Making S.M.A.R.T.E.R Goals for Your Organization

On a recent meeting with our C-Level Share Group, we talked about the importance of a goal to motivate a team —- okay, we’ve all heard this before. So we did a Google search and how many hits came up on S.M.A.R.T. Goals. 38, 800, 000 resources are available about this topics. While 8,880 search results are available for S.M.A.R.T.er Goals.

Source: http://trackmaven.com/blog/2014/01/smarter-marketing-goals/

S.M.A.R.T.E.R GOALS infographic

 

 

 

 

 

 

 

 

 

 

 

As much as possible, your Goals should be:

Specific – target a specific area for improvement.

  • What are you trying to do?
  • Where is it going to happen?

Measurable – quantify or at least suggest an indicator of progress, if the goal is not measurable it cannot be possible to track progress.  Usually, but not limited to numbers or percentages.

3 How’s:

  • How much?
  • How many?
  • How will I know it has been accomplished?

Attainable – goals should be possible to achieve without unrealistic effort.

  • Which goals are the most likely to be achieved?
  • Is there at least a 50% probability of success?

Realistic – state what results can realistically be achieved, given available resources.

  • Does your team’s goals align to your key issues?
  • Do your goals make “sense”?
  • Are these goals worth doing?
  • Do they benefit your organization in a significant way?

Timebound – specify when the result(s) can be achieved. Goals need a target date and the team’s commitment to the deadline.

  • Does the deadline allow you to deliver all of the results?
  • What can be done today, in the next few weeks, months?

Evaluate – Constant evaluation of goals are essential in reaching those goals.

  • Be aware of changing factors in plans.

Re-do – After evaluation make sure to re-do goals that need changing

  • Change details necessary to make goals successful.

Source: Meyer, J. Paul, “Attitude Is Everything.” NTEN-The Nonprofit Technology Enterprise Network

 

Why are S.M.A.R.T.E.R Goals important for your organization? Setting concrete goals for yourself and your organization make you more likely to attain those the results that the goal promises. Through strategic planning your organization can bring your goals to life.  A large factor in an organization’s lack of execution is in the overall strategy. How can you begin to set goals? Document your strategies over time with a deadline in place. Consistency is key to keep track of success.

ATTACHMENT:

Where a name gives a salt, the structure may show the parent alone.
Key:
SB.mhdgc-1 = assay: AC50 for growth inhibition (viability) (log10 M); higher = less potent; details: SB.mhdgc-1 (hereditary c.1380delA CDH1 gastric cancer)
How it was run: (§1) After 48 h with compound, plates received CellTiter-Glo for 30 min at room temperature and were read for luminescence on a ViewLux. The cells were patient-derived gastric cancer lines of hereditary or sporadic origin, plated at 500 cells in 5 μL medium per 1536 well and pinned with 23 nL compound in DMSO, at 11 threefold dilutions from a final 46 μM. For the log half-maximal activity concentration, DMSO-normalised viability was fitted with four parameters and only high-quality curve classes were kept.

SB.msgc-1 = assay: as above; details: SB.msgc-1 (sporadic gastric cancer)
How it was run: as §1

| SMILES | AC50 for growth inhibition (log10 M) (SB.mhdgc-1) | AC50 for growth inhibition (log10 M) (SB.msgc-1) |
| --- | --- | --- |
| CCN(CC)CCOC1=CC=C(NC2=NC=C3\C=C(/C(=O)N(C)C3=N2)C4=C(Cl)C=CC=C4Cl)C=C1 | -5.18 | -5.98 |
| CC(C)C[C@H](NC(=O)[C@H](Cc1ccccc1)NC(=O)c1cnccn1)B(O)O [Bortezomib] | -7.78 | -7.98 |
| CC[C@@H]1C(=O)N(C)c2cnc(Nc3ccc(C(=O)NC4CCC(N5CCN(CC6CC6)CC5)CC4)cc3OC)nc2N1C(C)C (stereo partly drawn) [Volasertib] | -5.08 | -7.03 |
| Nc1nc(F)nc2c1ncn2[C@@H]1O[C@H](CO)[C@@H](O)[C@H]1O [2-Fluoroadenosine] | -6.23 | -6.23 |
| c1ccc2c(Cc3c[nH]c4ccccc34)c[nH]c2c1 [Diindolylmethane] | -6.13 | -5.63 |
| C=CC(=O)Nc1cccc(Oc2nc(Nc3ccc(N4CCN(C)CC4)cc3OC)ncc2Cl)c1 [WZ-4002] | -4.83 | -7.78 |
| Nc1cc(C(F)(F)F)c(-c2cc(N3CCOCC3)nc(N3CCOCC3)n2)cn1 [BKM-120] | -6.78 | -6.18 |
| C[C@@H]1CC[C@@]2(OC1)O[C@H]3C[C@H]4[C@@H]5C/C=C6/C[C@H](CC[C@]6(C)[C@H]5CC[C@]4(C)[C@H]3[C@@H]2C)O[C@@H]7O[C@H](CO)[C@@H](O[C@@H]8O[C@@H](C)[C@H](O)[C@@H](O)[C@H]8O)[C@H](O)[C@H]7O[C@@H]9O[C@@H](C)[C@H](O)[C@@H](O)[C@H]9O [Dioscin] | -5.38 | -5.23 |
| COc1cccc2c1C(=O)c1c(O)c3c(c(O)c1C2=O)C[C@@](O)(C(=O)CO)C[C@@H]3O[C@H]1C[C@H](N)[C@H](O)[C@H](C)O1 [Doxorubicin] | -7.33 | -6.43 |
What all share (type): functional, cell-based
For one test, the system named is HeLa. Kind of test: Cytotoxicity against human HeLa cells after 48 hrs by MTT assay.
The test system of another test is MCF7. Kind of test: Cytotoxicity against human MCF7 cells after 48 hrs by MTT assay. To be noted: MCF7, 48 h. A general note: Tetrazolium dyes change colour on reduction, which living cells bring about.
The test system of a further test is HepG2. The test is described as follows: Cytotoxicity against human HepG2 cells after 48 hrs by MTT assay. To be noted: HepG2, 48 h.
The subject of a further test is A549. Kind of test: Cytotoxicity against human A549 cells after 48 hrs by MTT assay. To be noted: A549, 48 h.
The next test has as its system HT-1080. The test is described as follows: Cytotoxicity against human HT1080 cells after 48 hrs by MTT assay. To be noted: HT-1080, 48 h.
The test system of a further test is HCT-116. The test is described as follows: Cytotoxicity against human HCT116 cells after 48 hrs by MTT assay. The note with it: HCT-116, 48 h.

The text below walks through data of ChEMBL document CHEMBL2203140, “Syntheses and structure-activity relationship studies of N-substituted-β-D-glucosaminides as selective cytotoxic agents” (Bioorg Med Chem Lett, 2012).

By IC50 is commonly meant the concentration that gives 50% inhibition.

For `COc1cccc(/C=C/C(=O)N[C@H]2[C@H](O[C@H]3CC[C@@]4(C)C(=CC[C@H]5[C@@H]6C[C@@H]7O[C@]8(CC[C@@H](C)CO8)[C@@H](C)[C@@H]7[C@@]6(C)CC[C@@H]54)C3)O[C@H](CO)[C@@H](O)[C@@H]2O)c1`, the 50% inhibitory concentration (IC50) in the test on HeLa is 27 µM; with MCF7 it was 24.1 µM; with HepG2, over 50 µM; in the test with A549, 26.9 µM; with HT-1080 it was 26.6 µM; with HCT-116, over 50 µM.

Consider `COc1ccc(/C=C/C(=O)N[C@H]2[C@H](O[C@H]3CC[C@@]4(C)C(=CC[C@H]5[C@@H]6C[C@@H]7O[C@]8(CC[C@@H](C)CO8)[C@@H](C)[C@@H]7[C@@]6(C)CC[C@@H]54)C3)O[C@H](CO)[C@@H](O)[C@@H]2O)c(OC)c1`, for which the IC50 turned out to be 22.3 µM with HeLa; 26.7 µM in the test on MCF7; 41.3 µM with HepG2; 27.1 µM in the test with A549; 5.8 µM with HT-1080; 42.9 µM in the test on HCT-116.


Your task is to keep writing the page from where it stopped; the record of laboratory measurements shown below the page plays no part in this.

Samantha Rijos, Social Media Marketing Coordinator & Jack Mastrianni, Practice Leader, Leadership Development

 

Taking complexity out of your business and ultimately your life —What do you stop doing?

While browsing through today’s Wall Street Journal health journal section, I can across an interesting, but not surprising statistic. A recent survey found that 56% of the people say they are in more in need of a vacation that in past years. Of all work /life balance issues I have found in my work, one of the most obviously happens unintentionally. When a small team of people working together to produce outstanding results they often come to a breaking point. They can not sustain the current way they operate due to the added complexity of what they are trying to manage. Projects get added and what usually happens? They continue to add “stuff” without taking anything off of the plate. They do not collectively ask themselves, “What can we stop doing?” Individuals heroically try to continue providing value to internal or external customers –often at the expense to their personal well being. A tried solution –- run an exercise with your team on what to stop doing – try it. It will immediately relieve the organizational, team and individual stress levels.

The Myth of Self-motivation

While facilitating a team of executives recently, one of the leaders talked about how the newer and younger employees were not self-motivated. I asked what that meant. “They are not as committed to the organization and what we are trying to do.” When I asked what they were committed to do, it was hard for him to articulate that.
Try this on — look through a different lens. Work hard to find out what your employees are committed to – use that as a starting point. When we work with teams that are struggling, the first question I ask the group is, “Who in here comes to work each day trying to screw up?” After much laughter, I ask if they believed the same of their people. It really is an “ah ha” moment. I encourage you to look through a different lens. As a manager, what types of environment are you creating that allow your team to commit to doing their best each day? It’s amazing how this simple approach can make a difference in organizations.